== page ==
Overall Rating 3.9
Easiness 3.5/ 5
Clarity 3.7/ 5
Workload 3.1/ 5
Helpfulness 3.8/ 5
Most Helpful Review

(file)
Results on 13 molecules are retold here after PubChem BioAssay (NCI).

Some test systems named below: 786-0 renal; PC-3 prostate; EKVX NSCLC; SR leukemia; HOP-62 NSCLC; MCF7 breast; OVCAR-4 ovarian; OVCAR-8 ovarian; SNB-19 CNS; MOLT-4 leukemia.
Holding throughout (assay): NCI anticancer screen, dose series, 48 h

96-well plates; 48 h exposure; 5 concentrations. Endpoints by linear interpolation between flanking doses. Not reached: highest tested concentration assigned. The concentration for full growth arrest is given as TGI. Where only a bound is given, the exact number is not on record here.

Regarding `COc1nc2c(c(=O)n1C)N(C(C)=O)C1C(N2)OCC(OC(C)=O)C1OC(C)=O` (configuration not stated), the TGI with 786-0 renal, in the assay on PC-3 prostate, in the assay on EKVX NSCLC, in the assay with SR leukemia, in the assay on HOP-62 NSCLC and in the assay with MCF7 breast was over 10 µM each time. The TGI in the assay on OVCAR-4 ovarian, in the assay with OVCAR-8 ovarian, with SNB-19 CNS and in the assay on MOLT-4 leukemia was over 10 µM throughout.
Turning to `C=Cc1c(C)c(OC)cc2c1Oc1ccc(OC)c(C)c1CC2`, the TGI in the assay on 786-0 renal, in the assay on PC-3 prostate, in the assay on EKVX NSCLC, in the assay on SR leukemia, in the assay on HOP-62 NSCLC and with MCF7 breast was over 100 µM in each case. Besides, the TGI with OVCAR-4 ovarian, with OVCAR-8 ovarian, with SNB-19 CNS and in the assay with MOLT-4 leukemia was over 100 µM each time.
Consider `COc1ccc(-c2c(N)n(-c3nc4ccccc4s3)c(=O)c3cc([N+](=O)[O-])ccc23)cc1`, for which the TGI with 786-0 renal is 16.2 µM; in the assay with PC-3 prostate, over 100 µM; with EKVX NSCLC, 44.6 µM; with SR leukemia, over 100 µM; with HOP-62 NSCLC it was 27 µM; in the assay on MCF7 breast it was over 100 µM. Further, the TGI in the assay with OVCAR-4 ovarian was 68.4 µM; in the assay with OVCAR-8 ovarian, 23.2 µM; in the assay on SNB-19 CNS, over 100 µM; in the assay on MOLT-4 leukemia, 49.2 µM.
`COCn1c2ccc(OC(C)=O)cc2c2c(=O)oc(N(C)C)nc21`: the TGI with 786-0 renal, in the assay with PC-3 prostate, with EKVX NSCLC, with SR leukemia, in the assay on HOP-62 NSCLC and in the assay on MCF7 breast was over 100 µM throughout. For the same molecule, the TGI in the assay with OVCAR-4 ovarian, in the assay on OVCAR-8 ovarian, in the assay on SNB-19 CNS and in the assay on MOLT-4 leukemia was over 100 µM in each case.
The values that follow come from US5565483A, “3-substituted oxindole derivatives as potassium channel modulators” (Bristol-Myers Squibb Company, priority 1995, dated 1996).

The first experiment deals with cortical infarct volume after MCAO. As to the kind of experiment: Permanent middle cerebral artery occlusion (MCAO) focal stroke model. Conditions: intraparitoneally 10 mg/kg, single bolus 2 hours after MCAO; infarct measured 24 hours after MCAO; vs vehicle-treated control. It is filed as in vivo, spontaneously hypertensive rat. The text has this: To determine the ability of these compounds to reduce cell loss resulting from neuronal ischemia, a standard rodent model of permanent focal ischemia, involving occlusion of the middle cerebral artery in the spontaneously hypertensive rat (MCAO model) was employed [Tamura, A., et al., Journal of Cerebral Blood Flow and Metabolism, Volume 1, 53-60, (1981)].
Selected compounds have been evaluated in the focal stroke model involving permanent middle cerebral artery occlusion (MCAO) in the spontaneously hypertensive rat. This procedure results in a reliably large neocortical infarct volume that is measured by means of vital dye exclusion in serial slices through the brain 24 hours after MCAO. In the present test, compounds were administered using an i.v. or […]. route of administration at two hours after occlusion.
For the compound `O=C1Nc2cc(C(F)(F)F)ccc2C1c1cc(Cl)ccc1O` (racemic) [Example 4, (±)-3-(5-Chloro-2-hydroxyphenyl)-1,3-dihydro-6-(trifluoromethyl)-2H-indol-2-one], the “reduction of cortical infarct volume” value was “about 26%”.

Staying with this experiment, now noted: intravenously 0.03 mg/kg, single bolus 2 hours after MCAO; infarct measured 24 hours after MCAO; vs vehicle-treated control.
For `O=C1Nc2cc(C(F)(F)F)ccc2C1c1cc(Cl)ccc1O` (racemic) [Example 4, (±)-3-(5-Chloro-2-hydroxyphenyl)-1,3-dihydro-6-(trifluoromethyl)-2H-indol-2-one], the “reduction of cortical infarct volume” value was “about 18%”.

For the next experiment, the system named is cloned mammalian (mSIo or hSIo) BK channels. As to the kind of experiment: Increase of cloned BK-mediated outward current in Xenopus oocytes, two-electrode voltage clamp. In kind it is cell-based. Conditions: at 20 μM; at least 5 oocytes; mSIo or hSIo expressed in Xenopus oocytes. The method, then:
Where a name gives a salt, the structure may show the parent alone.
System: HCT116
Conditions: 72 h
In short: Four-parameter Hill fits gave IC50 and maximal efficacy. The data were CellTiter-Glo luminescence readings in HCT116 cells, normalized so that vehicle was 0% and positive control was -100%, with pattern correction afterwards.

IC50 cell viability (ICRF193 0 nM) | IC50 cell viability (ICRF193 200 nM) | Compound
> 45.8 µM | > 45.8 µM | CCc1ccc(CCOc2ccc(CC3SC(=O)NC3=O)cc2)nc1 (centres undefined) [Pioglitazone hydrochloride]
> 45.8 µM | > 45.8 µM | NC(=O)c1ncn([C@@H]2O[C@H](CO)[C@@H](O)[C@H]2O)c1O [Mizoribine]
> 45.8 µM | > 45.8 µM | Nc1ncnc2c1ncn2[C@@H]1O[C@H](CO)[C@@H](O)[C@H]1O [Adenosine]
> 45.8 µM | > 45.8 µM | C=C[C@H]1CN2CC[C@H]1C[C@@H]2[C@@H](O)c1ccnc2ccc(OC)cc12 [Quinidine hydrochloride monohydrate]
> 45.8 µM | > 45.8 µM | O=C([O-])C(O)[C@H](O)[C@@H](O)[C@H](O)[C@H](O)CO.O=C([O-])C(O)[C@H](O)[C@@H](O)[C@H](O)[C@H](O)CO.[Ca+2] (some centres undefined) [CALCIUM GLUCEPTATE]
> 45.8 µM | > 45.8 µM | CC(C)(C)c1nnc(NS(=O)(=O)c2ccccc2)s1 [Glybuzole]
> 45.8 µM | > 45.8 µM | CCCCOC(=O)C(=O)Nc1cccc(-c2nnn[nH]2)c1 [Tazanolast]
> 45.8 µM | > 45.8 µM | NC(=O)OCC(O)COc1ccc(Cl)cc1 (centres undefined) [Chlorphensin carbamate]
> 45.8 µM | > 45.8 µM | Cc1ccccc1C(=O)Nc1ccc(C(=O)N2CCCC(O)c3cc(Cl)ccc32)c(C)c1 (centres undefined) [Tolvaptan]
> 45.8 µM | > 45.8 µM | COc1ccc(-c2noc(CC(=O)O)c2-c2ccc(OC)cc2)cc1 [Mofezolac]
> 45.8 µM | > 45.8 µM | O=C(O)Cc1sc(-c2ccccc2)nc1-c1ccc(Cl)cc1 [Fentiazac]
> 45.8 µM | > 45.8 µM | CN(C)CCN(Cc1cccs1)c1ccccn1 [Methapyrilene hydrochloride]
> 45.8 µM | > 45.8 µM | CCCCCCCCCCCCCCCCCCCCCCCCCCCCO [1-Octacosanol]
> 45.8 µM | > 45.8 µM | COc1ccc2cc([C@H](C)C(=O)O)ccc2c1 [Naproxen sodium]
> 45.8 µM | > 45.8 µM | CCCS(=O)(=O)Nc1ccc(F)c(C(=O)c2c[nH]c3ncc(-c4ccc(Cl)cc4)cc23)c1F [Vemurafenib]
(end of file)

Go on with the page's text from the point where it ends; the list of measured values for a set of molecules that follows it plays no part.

Fall 2020 - I thought this course provided a good introduction to computer graphics, though it was quite heavy on the conceptual side and less "practical" (don't expect to be working with modern graphical frameworks -- for the projects in the course, we had to use a simplified version of WebGL called tiny graphics for learning purposes). The projects were also cool but I ultimately didn't feel like I got a realistic sense of modern graphical programming. For course content, the first half involves reviewing basic linear algebra matrix transformations and an introduction to each step of the graphics rendering pipeline (how a 3D scene gets rendered to a 2D image). The early projects are really simple and can be done in a few hours, especially if you attend the discussion sections where the TAs basically give a mini walkthrough of each assignment. The second half covers a wide array of topics like object lighting, texture mapping, and ray tracing, which made me really appreciate the complexity of the work involved in this field. The professor is quite good at explaining the concepts in an easy to understand manner, and I was able to follow along his mathematical derivations without trouble even though I do not consider myself a math person by any means. It's clear he has had years of experience teaching this material because concepts are made intuitive through his explanations. Sometimes though he would go a bit fast (especially when we would start to fall behind) so the lecture recordings were great for those times. What's strange about this class is that the exams involve a lot of math computations (they're simple, but still there's a lot to remember) but there's little to no practice material made available. So you should definitely try to get a copy of the older exams to practice as the professor likes to reuse questions. Also, a large part of your grade and the work in the class is your group project, which is graded based on features and creativity, so make sure to choose teams wisely and spend time on it. Overall, not a bad class to take if you have any interest/curiosity in computer graphics. I can't speak for other professors in this course, but I definitely would recommend you taking it with Professor Law.